[w.sub.1] [equivalent to] 1 (mod p), [w.sub.1] [equivalent to] [v.sub.q](mod q),

[w.sub.2] [equivalent to] [v.sub.p](mod p), [w.sub.1] [equivalent to] 1(mod q),

and

[w.sub.3] [equivalent to] [v.sub.p](mod p), [w.sub.1] [equivalent to] [v.sub.q](mod q).

Then, for each x [member of] [Z.sub.n], one and only one of the following cases occurs:

[MATHEMATICAL EXPRESSION NOT REPRODUCIBLE IN ASCII].

Therefore, if we define

[MATHEMATICAL EXPRESSION NOT REPRODUCIBLE IN ASCII],

then for each x [member of] [Z.sub.n], there exists exactly one of the above sets containing an element with the first coordinate x.

It is well known that we can define a operation + on [E.sub.n](a, b) = [E.sup.11.sub.n] and [E.sub.n] (a, b) [congruent to] [E.sub.p] (a, b) x [E.sub.q](a, b). Therefore, two projectors [mu]: [E.sup.11.sub.n] [right arrow] [E.sub.p](a, b) and [eta]: [E.sup.11.sub.n] [right arrow] [E.sub.q] (a,b) are homomorphisms. Proposition 3.2 ensures that ([+.sub.ed])(x, y) = (x, y) for all (x, y) [member of] [E.sup.11.sub.n], where e, d are integers satisfying ed [equivalent to] 1 (mod [L.sub.11]) with [L.sub.11] = lcm ([N.sub.1], [M.sub.1]).

Similar to the operation + on [E.sub.n] (a, b) = [E.sup.11.sub.n], we can define a binary operations + on [E.sup.12.sub.n], [E.sup.21.sub.n], and [E.sup.22.sub.n] such that these sets become groups and

[E.sup.12.sub.n] [congruent to] [E.sub.p] (a, b) x [bar.[E.sub.q](a,b)],

[E.sup.21.sub.n] [congruent to] [bar.[E.sub.p]] (a, b) x [E.sub.q](a,b),

[E.sup.22.sub.n] [congruent to] [bar.[E.sub.p]] (a, b) x [bar.[E.sub.q](a,b)],

Proposition 4.1 ensures the equation ([+.sub.ed]) (x, y) = (x, y) for all (x, y) [member of] [E.sup.ij.sub.n] (i, j = 1, 2) if e, d satisfy ed [equivalent to] 1(mod [L.sub.ij]) with [L.sub.ij] = lcm([N.sub.i], [M.sub.j]). In other words, the proposed model is applied to each group [E.sup.ij.sub.n](i, j = 1, 2) separately.

Because the operators + on [E.sup.ij.sub.n] (i, j = 1, 2) are defined in a similar way, the first coordinates [x.sub.k] in the equation ([x.sub.k], [y.sub.k]) = ([+.sub.k])(x, y) are the same, and they do not depend on i, j, where (x, y) [member of] [E.sup.ij.sub.n]. Demytko [16] gave a formula for [x.sub.k] by setting [x.sub.i] = [X.sub.i]/[Z.sub.i], y = [Y.sup.i]/[Z.sub.i] in homogenous coordinates:

[X.sub.2i] = [([X.sup.2.sub.i] - a[Z.sup.2.sub.i]).sup.2] - 8b[X.sub.i][Z.sup.3.sub.i](mod n), (4)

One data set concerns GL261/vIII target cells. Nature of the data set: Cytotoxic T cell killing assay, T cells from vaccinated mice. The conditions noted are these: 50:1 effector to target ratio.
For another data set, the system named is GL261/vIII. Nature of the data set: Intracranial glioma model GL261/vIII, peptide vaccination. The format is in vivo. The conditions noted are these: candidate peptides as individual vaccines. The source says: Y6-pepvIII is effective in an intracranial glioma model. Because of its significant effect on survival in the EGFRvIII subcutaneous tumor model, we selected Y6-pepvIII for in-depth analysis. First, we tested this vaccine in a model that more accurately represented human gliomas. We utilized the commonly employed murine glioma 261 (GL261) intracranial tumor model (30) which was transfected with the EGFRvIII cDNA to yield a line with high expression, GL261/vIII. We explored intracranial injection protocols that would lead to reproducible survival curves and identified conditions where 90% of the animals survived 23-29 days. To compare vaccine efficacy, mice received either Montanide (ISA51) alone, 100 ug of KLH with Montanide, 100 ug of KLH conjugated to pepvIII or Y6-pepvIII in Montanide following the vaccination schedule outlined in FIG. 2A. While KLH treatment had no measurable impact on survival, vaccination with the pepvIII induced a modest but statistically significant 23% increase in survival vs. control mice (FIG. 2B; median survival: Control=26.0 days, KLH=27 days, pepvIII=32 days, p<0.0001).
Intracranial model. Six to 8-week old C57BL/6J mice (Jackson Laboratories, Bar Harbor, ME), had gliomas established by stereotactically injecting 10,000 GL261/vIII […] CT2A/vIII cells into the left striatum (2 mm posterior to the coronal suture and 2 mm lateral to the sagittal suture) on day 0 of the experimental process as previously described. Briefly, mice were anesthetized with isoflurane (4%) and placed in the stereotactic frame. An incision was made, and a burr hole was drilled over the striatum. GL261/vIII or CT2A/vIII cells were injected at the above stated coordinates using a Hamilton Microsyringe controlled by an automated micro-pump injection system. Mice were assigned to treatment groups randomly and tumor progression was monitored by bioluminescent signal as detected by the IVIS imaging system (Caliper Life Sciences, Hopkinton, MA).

[Z.sub.2i] = 4[Z.sub.i]([X.sup.3.sub.i] + a[X.sub.i][Z.sup.2.sub.i] + b[Z.sup.3.sub.i]) (mod n), (5)

[MATHEMATICAL EXPRESSION NOT REPRODUCIBLE IN ASCII], (6)

[Z.sub.2i+1] = Z[([X.sub.i][Z.sub.i+1] - [X.sub.i+1] [Z.sub.i]).sup.2] (mod n), (7)

[x.sub.i] = [x.sub.i]/[z.sub.i]. (8)

4.7 Comparison

Since there are many time polynomial algorithms (e.g., Berlekamp [20], Ben-Or [21], and Cantor-Zassenhaus [22]) for factoring a polynomial f (x) [member of] [Z.sub.p][x] into the product of irreducible polynomials, the RSA cryptosystem on the quotient ring of polynomials can be easily broken using these algorithms.

We compare the security among RSAs by evaluating the complexity of the brute-force algorithm for factoring the modulus n. For simplicity, we assume that the length of each plaintext is 1024 bits.

Table 1 shows the lengths of modulus as well as the number of operations involved in encryption processes in original RSA and those in its variants, where e is the public key.

For the original RSA cryptosystem, because a plaintext m [member of] [Z.sub.n] has a length of bits, the modulus n must have the same length as m. Therefore, the algorithm for factoring n is applied for a 1024-bit number.

For the RSA cryptosystem on the quotient ring of Gaussian integers, a plaintext m = a + bi has a length of bits, and therefore, both a and b have a length of bits 512. Thus, the length of the value [delta](m) = [a.sup.2] + [b.sup.2] does not exceed 1025 bits. Because m [member of] Z[i]/ <[eta]>, [delta]([eta]) must have a length less than 1 0 2 5 bits. Hence, the length of modulus [eta] is 512 bits. Factoring a 512-bit number [eta] may be simpler than the case for the original RSA.

For the RSA on the ring of matrix, one can determine by factoring. Hence, we calculate [N.sub.p], [N.sub.q] by (1), (2), respectively, and then [N.sub.n] by (3). Then, the private key d can be calculated from these values. Suppose that l [greater than or equal to] 2, then a plaintext m [member of] [M.sub.l](n) is a matrix having at least four elements. Because m has a length of 1024 bits, each of its four elements must be 256 bits. Since each element belongs to [Z.sub.n], must be bits. Factoring in this case is simpler than that in the original RSA.

In both the original RSA and the RSA on the elliptic curve group, each plaintext element x [member of] [Z.sub.n] has the same bit length as modulus n. However, the encryption and decryption in RSA on the elliptic curve group requires more operations than those in the original RSA. In the original RSA, encrypting c [equivalent to] [m.sup.e](mod n) requires 2[log.sub.2]e multiplications using a fast power algorithm. The numbers of operations in (4), (5), (6), and (7) are 11, 12, 21, and 5, respectively. Therefore, for the RSA on the elliptic curve group, the number of operations for encrypting a plaintext to cipher text using the equation ([+.sub.e])(x,y) = (s,t) requires at least 5[log.sub.2]e multiplications.

In our cryptosystem mentioned in the next Section, a plaintext m is a matrix having four elements. Because m has a length of 1024 bits, each of its four elements must be 2 5 6 bits. Since each element belongs to [Z.sub.n], n must be 256 bits. Factoring n in this case is simpler than that in the original RSA.

The above argument shows that, for the same length of the modulus, the lengths of plaintexts and cipher texts in original RSA cryptosystems are shorter than those in its variants. This partially explains why the original RSA cryptosystem is more widely used compared to other RSA variants.